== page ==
The Marlins made a historic hire on Friday morning — one that is widely believed to be long overdue by those around baseball — announcing that Kim Ng is their new general manager:
Ng, 51, has long been regarded as a future general manager in baseball circles but had yet to break the glass ceiling until now. In addition to becoming the first woman to serve as general manager for a major league team (and, in fact, the first woman to serve as GM in any of the four major North American men’s professional leagues), the Indianapolis native and University of Chicago grad is the first Asian American GM in MLB history.
She began her career in baseball as an intern in the White Sox’s front office back in 1990, topping out as the team’s assistant director of baseball operations and making history in 1995 by being the first woman and youngest person ever to present an arbitration case. In 1997, Ng got a brief taste of what would later go on to be a lengthy career working in league offices, serving as the American League’s director of waivers and records, before quickly returning to team front office work as the Yankees’ assistant general manager in 1998.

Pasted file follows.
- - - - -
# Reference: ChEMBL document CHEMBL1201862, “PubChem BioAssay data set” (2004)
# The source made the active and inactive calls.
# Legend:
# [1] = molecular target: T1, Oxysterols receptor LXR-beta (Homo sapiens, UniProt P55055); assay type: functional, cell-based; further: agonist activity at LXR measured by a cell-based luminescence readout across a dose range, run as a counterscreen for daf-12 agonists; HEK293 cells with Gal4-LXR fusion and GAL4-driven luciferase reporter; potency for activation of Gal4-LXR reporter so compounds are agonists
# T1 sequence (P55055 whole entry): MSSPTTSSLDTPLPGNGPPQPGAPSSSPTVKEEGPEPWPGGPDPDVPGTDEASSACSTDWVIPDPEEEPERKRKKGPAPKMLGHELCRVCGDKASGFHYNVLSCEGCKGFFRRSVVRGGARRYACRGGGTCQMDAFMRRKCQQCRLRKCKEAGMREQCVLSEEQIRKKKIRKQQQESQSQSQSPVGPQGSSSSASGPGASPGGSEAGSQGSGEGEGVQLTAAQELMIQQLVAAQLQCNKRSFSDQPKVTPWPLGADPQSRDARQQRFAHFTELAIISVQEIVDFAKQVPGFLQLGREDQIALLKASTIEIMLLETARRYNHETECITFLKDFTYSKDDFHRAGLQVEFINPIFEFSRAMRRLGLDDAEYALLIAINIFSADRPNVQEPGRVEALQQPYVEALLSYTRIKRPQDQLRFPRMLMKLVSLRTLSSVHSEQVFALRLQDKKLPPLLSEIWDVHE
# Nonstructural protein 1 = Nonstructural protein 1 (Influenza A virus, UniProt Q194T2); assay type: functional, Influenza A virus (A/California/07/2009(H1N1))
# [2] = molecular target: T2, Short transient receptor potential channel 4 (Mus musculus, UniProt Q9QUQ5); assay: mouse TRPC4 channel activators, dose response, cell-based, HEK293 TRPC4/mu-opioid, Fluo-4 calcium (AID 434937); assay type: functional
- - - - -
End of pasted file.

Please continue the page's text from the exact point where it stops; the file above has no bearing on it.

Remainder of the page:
Ng departed the Bronx to take the same job (with the addition of a vice president title) with the Dodgers in 2001. In 2005, she began what seemed like it might be an endless cycle of interviews for vacant GM and president of baseball operations jobs, first interviewing for the Dodgers’ GM post. She departed Los Angeles’ front office to work in the comissioner’s office as senior VP of baseball operations in 2011, while still leaving the door open to return to team front office work if she was offered the chance to head up a baseball operations department. Now, nearly a decade later, she’ll finally get that chance.
With Ng now in place in Miami, the only remaining GM/president of baseball operations vacancies are with the Mets. Both position are likely to be extremely coveted given the large market and new owner Steve Cohen’s apparent willingness to spend in New York, as well as the strong core and apparent big budget in Philadelphia.